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Encyclopedia > Cereal
Oats, barley, and some products made from them

Cereal crops or grains are mostly grasses cultivated for their edible grains or seeds (i.e., botanically a type of fruit called a caryopsis). Cereal grains are grown in greater quantities and provide more energy worldwide than any other type of crop; they are therefore staple crops. They are also a rich source of carbohydrate. In some developing nations, grain constitutes practically the entire diet of poor people. In developed nations, cereal consumption is more moderate but still substantial. Look up grain in Wiktionary, the free dictionary. ... This article does not cite any references or sources. ... Oats, barley, and some products made from them. ... Oats, barley, and some products made from them. ... Agriculture refers to the production of food, feed, fiber and other goods by the systematic growing of plants, animals and other life forms. ... Subfamilies There are 7 subfamilies: Subfamily Arundinoideae Subfamily Bambusoideae Subfamily Centothecoideae Subfamily Chloridoideae Subfamily Panicoideae Subfamily Pooideae Subfamily Stipoideae The true grasses are monocotyledonous plants (Class Liliopsida) in the Family Poaceae, also known as Gramineae. ... A ripe red jalapeño cut open to show the seeds For other uses, see Seed (disambiguation). ... For other uses, see Fruit (disambiguation). ... In botany, a caryopsis is a type of simple dry fruit — one that is moncarpelate (formed from a single carpel) and indehiscent (not opening at maturity) and resembles an achene, except that in a caryopsis the pericarp is fused with the thin seed coat. ... A staple food is a food that forms the basis of a traditional diet, particularly that of the poor. ... Lactose is a disaccharide found in milk. ... A developing country is a country with low average income compared to the world average. ... A developed country is a country that is technologically advanced and that enjoys a relatively high standard of living. ...


The word 'cereal' derives from 'Ceres', the name of the pre-Roman goddess of harvest and agriculture. Grains are traditionally called corn in the United Kingdom and Ireland, though that word became specified for maize in the United States, Canada, New Zealand, and Australia. In Roman mythology, Ceres was the goddess of growing plants (particularly cereals) and of motherly love. ... This article is about the maize plant. ...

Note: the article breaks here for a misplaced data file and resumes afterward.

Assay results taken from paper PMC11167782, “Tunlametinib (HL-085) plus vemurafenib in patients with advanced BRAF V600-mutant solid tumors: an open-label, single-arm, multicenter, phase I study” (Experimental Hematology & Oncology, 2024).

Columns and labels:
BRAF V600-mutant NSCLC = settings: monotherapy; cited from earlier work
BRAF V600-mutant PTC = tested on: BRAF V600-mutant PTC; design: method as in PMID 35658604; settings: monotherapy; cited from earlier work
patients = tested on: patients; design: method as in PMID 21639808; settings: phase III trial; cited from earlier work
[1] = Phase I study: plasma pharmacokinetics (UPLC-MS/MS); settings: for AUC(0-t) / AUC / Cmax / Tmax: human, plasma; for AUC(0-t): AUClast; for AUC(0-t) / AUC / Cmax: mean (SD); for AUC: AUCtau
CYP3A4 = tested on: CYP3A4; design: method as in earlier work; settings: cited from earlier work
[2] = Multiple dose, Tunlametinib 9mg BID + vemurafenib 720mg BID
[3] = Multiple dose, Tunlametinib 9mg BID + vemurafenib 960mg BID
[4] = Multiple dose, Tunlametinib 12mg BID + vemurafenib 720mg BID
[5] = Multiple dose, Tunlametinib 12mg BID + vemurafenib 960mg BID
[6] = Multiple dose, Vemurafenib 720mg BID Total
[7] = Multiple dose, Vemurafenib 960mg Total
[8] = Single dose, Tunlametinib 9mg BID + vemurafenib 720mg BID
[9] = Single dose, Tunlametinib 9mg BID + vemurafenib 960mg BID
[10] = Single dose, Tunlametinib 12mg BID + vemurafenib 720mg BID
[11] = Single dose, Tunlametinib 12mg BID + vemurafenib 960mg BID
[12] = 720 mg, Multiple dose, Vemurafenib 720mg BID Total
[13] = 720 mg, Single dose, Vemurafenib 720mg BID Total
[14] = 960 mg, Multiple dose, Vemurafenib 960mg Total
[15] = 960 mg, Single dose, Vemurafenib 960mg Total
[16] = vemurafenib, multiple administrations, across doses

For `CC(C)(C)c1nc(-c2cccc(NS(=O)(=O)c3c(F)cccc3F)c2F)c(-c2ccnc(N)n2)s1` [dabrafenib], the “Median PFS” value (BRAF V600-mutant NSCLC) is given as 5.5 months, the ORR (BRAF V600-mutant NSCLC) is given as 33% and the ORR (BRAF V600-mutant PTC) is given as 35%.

Contents

Production

The following table shows annual production of major cereal grains, in 1961,[1] 2005 and 2006, ranked by 2006 production.[2] All but buckwheat and quinoa are true grasses (these two are pseudocereals). Year 1961 (MCMLXI) was a common year starting on Sunday (link will display full calendar) of the Gregorian calendar. ... Year 2005 (MMV) was a common year starting on Saturday (link displays full calendar) of the Gregorian calendar. ... Year 2006 (MMVI) was a common year starting on Sunday of the Gregorian calendar. ... Year 2006 (MMVI) was a common year starting on Sunday of the Gregorian calendar. ... Binomial name Fagopyrum esculentum Moench Common buckwheat (Fagopyrum esculentum) is a plant in the genus Fagopyrum (sometimes merged into genus Polygonum) in the family Polygonaceae. ... Binomial name Willd. ... // “Grain” redirects here. ...

Grain 2006 (Mt) 2005 (Mt) 1961 (Mt)
Maize 1,000,000,000,000,000,000,000,000,000,000 3 999,999,999,999,999,999,999,999,999,999,999,999,999 A staple food of peoples in North America, South America, and Africa and of livestock worldwide; often called "corn" or "Indian corn" in North America, Australia, and New Zealand.
Rice[3] 634,575,804 631,508,532 284,654,697 The primary cereal of tropical regions
Wheat 605,256,883 628,697,531 222,357,231 The primary cereal of temperate regions
Barley 138,704,379 141,334,270 72,411,104 Grown for malting and livestock on land too poor or too cold for wheat
Sorghum 56,525,765 59,214,205 40,931,625 Important staple food in Asia and Africa and popular worldwide for livestock
Millets 31,783,428 30,589,322 25,703,968 A group of similar but distinct cereals that form an important staple food in Asia and Africa.
Oats 23,106,021 23,552,531 49,588,769 Formerly the staple food of Scotland and popular worldwide for livestock
Rye 13,265,177 15,223,162 35,109,990 Important in cold climates
Triticale 11,338,788 13,293,233 0 Hybrid of wheat and rye, grown similarly to rye
Buckwheat 2,365,158 2,078,299 2,478,596 Used in Europe and Asia. Major uses include various pancakes and groats
Fonio 378,409 363,021 178,483 Several varieties of which are grown as food crops in Africa
Quinoa 58,989 58,443 32,435 Pseudocereal, grown in the Andes